In this kind of situation, it can therefore be useful to work in manual focus, but it is still necessary to distinguish precisely the sharpness in the viewfinder, which is not always obvious!

Autofocus modes

Second essential component of this system: the autofocus mode. And yes, the device has multiple ways of focusing, and that can change a lot of things.

One Shot / AF-S mode

One Shot at Canon, AF-S at Nikon and many other brands, this mode is the simplest, the one you all know and which is set by default on the camera. It is used as follows:

You press the shutter button halfway : autofocus is performed. The focus point (s) flash, and a beep sounds, to confirm that the autofocus has been done.

As long as you keep your finger halfway, the focus will not move no matter what movements you or your subject may make.

When you fully press the shutter button, the picture is taken with that focus.

This mode is perfect for still or almost stationary subjects. It's simple and intuitive, and it's almost the first thing you learn to master on a camera.

AI Servo / AF-C mode

This mode is more complex to understand, but may be essential in certain situations. In this mode, the autofocus never stops. The camera constantly focuses by following your subject's movements.

In other words, you never have visual confirmation (the flashing point) or auditory (the beep) of the focusing, since it is carried out continuously. When you release, the picture is taken with the last focus made.

It is an almost essential mode on moving subjects, in particular at reduced depths of field where the slightest movement of your subject can make it blurry. This mode can be useful for photographing your dog running towards you, for example.

A very good example of its use is the concert photo: let's say that you want to shoot in a dark bar the a little agitated guitarist of the rock group which occurs there. This mode answers a lot of problems:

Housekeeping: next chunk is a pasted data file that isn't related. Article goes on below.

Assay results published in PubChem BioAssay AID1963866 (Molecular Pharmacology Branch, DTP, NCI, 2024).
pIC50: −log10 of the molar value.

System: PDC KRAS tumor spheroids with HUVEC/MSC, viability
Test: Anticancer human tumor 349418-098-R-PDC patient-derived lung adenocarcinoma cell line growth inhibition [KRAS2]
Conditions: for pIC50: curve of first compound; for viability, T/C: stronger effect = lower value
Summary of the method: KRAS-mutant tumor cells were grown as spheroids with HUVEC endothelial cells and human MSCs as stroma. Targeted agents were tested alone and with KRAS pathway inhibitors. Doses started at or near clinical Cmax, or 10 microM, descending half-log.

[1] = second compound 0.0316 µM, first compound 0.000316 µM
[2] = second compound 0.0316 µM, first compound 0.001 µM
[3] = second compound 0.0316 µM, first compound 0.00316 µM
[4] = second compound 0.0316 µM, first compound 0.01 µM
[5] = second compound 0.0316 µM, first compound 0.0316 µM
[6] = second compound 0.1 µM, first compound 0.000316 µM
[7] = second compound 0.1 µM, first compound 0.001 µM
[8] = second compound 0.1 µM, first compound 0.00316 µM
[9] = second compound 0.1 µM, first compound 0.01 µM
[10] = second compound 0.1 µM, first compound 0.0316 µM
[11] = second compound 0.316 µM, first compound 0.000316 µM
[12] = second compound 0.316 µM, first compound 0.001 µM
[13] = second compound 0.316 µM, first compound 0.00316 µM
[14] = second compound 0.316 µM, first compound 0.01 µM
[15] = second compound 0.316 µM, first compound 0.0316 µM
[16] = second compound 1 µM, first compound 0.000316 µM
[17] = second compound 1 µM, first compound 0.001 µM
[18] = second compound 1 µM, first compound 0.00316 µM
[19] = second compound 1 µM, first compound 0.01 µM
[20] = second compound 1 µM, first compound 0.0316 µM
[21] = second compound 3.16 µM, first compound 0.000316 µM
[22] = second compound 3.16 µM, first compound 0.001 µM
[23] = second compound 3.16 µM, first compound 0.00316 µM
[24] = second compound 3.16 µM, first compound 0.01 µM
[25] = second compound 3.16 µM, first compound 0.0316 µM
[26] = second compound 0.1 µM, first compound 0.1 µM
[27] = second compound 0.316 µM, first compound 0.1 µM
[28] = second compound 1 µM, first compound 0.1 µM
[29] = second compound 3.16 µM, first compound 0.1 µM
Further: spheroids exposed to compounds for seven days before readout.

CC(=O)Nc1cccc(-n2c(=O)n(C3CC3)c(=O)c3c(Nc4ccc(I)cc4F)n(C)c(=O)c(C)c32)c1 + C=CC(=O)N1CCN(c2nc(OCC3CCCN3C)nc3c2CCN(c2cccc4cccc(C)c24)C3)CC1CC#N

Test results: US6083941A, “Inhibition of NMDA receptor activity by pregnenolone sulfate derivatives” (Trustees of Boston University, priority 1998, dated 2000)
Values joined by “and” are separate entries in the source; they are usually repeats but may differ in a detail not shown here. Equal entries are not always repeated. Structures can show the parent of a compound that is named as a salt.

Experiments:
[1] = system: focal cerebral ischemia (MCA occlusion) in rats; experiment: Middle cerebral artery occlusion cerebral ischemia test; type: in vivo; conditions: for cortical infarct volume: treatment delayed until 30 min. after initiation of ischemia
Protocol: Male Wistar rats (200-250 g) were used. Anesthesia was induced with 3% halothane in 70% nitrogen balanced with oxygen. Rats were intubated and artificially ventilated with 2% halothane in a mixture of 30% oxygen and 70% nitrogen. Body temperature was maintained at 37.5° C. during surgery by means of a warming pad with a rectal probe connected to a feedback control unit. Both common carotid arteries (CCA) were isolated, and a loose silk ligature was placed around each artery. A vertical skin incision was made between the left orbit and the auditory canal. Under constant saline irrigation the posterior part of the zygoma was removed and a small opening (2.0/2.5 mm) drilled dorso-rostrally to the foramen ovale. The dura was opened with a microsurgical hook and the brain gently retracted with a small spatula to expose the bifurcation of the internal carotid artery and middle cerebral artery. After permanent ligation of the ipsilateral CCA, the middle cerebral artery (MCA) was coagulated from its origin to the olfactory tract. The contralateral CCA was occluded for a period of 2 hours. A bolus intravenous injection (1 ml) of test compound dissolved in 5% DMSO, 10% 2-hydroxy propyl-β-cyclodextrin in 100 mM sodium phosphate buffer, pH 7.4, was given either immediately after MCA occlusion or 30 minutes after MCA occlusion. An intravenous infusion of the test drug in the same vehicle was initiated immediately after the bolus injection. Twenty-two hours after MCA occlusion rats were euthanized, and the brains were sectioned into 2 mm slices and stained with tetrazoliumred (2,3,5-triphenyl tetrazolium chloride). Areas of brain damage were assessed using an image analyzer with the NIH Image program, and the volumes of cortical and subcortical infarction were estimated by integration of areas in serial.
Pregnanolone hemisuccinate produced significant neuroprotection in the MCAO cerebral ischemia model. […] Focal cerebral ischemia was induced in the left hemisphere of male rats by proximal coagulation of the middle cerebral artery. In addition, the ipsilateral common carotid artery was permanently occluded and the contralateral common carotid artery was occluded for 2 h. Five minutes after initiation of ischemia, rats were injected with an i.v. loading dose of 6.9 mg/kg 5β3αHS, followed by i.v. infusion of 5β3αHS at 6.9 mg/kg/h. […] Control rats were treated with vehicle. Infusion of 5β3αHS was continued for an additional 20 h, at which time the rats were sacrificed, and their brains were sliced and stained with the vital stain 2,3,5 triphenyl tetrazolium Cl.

The subject moves around a lot, so a One Shot focus would be almost immediately messed up by his movements.

There is little light, so it is difficult to focus, so redoing the One Shot with each movement would be complicated.

We shoot at wide aperture (to compensate for the lack of light) and close to the subject: the depth of field is shallow, and therefore the subject really must not have moved since the moment you focused.

The other modes

There is an intermediate mode, AI Focus / AF-A, which behaves like One Shot mode, except when it detects movement of the subject. For a moving subject, it is always better to use the previous mode, as the AI ​​Focus / AF-A will always be slower to detect it.

Depending on the range of cases, there are also more advanced modes that I won't cover here, but which probably described in the manual (which you must read!)

How to master focus and autofocus

Do not use automatic focus selection

If you leave it up to your camera to decide where to focus, you might as well let it choose an important parameter. The place where the image is going to be the sharpest is important, isn't it?

In short, manually choose which collimator to use to focus.

Use the dial to select the collimator

To select the collimator, you can press the dedicated button then navigate between the different collimators with the cross. But that's good when you have the time.

With your eye in the finder, you'll need a faster method. Well, all you have to do is press this same button and use the dial : in the viewfinder you will see the collimators light up as you change your selection. Very handy when you need to change quickly!

Note that on some more high-end SLRs, you will have a min

i joystick that will allow you to move the collimator without pressing another button. Even more practical and intuitive!

Finally, on a lot of hybrids, you can move the focus point thanks to the touch screen, and there it is even more intuitive!